When people imagine getting published, they imagine something more like what was happening back in the 19th century: an author took their finished manuscript to a publisher’s office; they sat across from someone who read the work right in front of them; the publisher either said, “yes” or “no.” That’s not how it works anymore, unfortunately. These days, writers don’t even get to talk to a publisher directly (unless you’re publishing through a small press, which will sometimes accept unagented manuscripts, but for the sake of this post, we’re talking about a more common route). These days, the first thing a writer needs is an agent.
The only thing harder than selling a manuscript is finding an agent, but having an agent is crucial because an agent is the person who’s going to be selling your manuscript for you. They know editors, they know publishers, and they know the industry. But because they’re so valuable, they can be hard to land. Let’s talk about a few steps you can take to find a literary agent.
Finish Your Manuscript.
I know it’s tempting, but don’t even think about querying an agent until you have a completed, edited, revised, polished manuscript. Because if you query an agent and then they ask to see the project and it’s not done, well, that’ll get you a rejection really quick.
This is the part of the process that’s probably the most important but that is always overlooked. When you’re researching agents (there are lists and websites galore, Google them!), you have to pay attention to what agents are looking for. If you send your horror novel to an agent that doesn’t represent horror, that query letter will go straight into the trash, and you’ve just wasted your time and that agent’s time. All agents will have a list of what they represent, what they’re interested in, and who their clients are. Look at all of these. Look at who represents your favorite authors or authors you think you write like. Make a list! Query those agents!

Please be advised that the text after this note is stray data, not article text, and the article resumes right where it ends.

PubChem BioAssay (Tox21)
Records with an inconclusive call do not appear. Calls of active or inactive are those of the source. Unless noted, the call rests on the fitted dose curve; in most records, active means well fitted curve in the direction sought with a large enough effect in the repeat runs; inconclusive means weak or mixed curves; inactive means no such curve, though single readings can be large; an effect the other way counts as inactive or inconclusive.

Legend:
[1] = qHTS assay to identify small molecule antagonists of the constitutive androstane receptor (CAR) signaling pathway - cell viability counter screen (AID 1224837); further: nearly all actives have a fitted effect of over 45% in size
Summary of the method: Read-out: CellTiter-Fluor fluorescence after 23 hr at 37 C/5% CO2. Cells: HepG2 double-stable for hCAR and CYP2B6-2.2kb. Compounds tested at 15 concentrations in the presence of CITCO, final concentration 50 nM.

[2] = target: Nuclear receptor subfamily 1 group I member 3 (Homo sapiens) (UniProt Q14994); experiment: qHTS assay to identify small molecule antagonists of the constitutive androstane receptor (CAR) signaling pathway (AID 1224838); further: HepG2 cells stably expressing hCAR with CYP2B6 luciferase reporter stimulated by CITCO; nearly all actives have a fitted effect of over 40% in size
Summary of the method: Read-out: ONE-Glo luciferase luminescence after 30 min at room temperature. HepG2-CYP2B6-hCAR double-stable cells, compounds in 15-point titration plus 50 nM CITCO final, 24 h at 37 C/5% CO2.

A query letter is your audition tape. Sometimes it’s the only thing an agent sees of your work. You have to sell your book to them in that one-page query letter. It’s do or die. A query includes a pitch of your novel and an introduction to you as the author. Depending on whether you’re writing fiction or nonfiction, a query letter will vary. This is easily Google-able. There are tons of websites out there that talk about how to write a query letter, and they are absolutely invaluable. Pay attention!
Responding to Requests.
There are a ton of different ways an interaction with an agent can go. After you query, they could reject you. Sorry. Or, they could request more materials. This could mean they want a partial (usually up to 50 pages) or that they want to see the full work. OR it could mean they want a synopsis which can be anywhere from one page to ten pages. Have your materials as ready to go as possible, so that if this happens, you’re all set. The agent will make it very clear what they need from you, so just make sure you’re following their request the best you can.
Don’t spam. Don’t respond.
There are very strict rules when it comes to agents, and they’re very simple. DO NOT query more than one agent at an agency. DO NOT query the SAME agent with the same manuscript unless they’ve requested a revision from you. DO NOT respond to a rejection letter. REALLY. NEVER DO THAT.
Finding an agent can be a process that takes anywhere from a couple of weeks to a couple of years, but that’s just the way it is. The most important thing to remember is that you have to keep working while you’re waiting to hear from agents. If you’re a novelist, move on to another novel while you’re waiting to hear back. That’s prime work time for you, and it means that when you do get an agent, you’ll have more than one project for them to sell, which is something they’ll be excited about. So get to work!